Sir Peter Blake's son-in-law explains the late adventurer's legacy in a book released in time for the 17th anniversary of his death.

Alistair Moore was just 22 when he started working with his childhood hero, Sir Peter Blake.

He joined the environmental awareness voyage aboard the Seamaster and was part of the crew on December 5, 2001 when the yachting great was shot and killed by pirates on the Amazon River.

Moore was on a mission elsewhere for Blake at the time. His father Rodger Moore was filling in for him and was wounded in the raid.

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Alistair Moone, left, and Sir Peter Blake's daughter Sarah-Jane Blake pictured in 2010. Photo / Mark McKeown
Alistair Moone, left, and Sir Peter Blake's daughter Sarah-Jane Blake pictured in 2010. Photo / Mark McKeown

Years after the attack in Brazil, Moore, now 41, married Sir Peter's daughter, Sarah-Jane, an artist, who he proposed to on board her father's old boat Lion New Zealand during a stopover on its voyage from Gisborne to Tauranga.

Sir Peter had raced the boat to a Sydney to Hobart win in 1984 and to second place in the Whitbread the following year.

Moore has carried on Blake's environmental message, recently as the skipper of former Whitbread yacht Steinlager 2, taking groups of school children on trips.

Now, he and Sarah-Jane are on the trip of a lifetime.

The couple left Auckland in winter and have been cruising around the Pacific aboard their yacht Darth Vader since.

Moore has written an extract about his yachting experiences in a new book, Oceans: Tales of voyaging and encounter that defined New Zealand., released Monday ahead of the 17-year anniversary of Sir Peter's death on Wednesday.

It was just so hard to fathom

Lady Pippa Blake with children Sarah-Jane and James while images of their husband and father are shown on a giant screen at the memorial for Sir Peter Blake in 2001. Photo / Kenny Rodger
Lady Pippa Blake with children Sarah-Jane and James while images of their husband and father are shown on a giant screen at the memorial for Sir Peter Blake in 2001. Photo / Kenny Rodger

I grew up in a boating family. Dad told a story at my 21st about how I was conceived on a cruising yacht, and I was only two weeks old when I first went away on a boat with my parents. From a very young age, I knew that if you were going to be out on the sea and enjoy this lifestyle, you had to take care of that environment. As I grew up, I developed a real sense of taking responsibility for it.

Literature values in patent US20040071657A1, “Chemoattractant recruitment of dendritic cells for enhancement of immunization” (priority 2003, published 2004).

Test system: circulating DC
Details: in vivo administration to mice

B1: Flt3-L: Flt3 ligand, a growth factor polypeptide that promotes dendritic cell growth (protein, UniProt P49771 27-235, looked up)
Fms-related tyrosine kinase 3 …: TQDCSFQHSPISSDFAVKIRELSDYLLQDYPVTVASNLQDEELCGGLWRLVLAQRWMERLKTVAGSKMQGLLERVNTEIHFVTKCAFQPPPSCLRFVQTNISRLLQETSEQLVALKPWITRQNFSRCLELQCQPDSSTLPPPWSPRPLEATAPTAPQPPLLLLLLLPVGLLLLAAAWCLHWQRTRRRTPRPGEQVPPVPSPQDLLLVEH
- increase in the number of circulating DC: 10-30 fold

Peter Blake was a hugely inspirational, influential figure in my youth. Blake's Odyssey, about his 1981–82 Whitbread Round the World race on Ceramco, is probably the first book I ever read. As a 13-year-old boy I remember being 10 miles off the back of Kawau watching Steinlager and Fisher & Paykel come rushing down the coast with their kites up, then the southwesterly came in and kicked the living daylights out of us. I remember that day so vividly.

After school, I did a degree in outdoor education at AIT [now AUT]. At the same time, I was doing the Royal New Zealand Yacht Squadron's Youth Training Programme under Harold Bennett, and I realised I wanted a career on the sea. I wanted more of a purpose beyond just racing, so I got my Commercial Launch Master qualification.

During the 2000 America's Cup in Auckland, I worked for Bruno Troublé, who was running the Louis Vuitton Media Centre. I was driving the Fuji film boat, going around collecting all the film from the photographers after the start and the top-mark rounding, then taking it back to shore for processing. Pippa Blake used to come out with me, and she arranged for me to meet Peter. I met him at the Team New Zealand base and we chatted for about an hour, then he offered me a job with him aboard Seamaster. I loved racing but I had always had a passion for exploring and championing the environment, so of course I said yes. For the next two years of my life I gave 110 per cent every day.

Sir Peter Blake's widow, Lady Pippa Blake, wearing her red socks in 2013. The Sir Peter Blake Trust sold and swapped red socks to raise money. Photo / Sarah Ivey
Sir Peter Blake's widow, Lady Pippa Blake, wearing her red socks in 2013. The Sir Peter Blake Trust sold and swapped red socks to raise money. Photo / Sarah Ivey

We sailed for Ushuaia in Tierra del Fuego, on the southernmost tip of South America, in late 2000. I was 22 years old and here I was sailing 6500 miles across the Southern Ocean around Cape Horn with Sir Peter Blake.